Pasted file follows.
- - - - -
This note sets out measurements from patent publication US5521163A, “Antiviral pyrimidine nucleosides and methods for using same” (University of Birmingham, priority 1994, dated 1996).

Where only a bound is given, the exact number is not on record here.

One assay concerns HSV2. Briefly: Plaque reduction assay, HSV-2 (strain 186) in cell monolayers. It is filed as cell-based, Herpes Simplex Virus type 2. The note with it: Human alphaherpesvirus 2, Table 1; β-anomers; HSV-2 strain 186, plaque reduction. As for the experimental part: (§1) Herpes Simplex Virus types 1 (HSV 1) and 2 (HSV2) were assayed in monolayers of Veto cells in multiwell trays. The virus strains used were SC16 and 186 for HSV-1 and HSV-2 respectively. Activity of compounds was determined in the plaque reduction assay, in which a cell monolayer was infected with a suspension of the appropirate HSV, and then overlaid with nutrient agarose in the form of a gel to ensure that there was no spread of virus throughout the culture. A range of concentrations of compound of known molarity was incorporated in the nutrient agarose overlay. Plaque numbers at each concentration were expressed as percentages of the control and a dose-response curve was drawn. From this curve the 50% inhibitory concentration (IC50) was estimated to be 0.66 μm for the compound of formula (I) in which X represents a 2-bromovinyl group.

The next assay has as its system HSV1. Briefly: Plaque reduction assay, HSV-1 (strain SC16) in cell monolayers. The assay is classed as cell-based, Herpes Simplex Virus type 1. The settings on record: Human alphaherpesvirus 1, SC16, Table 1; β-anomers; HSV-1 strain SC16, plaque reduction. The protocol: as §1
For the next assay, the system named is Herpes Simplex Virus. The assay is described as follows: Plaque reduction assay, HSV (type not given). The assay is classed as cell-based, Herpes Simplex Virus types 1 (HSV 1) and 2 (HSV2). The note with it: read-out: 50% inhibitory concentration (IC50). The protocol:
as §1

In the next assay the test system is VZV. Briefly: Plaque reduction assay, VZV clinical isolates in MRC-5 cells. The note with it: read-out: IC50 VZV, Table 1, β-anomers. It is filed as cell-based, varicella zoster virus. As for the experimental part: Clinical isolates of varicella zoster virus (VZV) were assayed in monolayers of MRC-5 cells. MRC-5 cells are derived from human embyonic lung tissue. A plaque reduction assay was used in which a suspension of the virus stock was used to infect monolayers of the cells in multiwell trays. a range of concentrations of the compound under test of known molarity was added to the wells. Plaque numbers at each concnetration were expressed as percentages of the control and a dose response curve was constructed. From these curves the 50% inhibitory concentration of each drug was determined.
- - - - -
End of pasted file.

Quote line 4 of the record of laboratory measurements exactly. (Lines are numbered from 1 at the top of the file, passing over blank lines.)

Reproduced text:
The next assay has as its system HSV1. Briefly: Plaque reduction assay, HSV-1 (strain SC16) in cell monolayers. The assay is classed as cell-based, Herpes Simplex Virus type 1. The settings on record: Human alphaherpesvirus 1, SC16, Table 1; β-anomers; HSV-1 strain SC16, plaque reduction. The protocol: as §1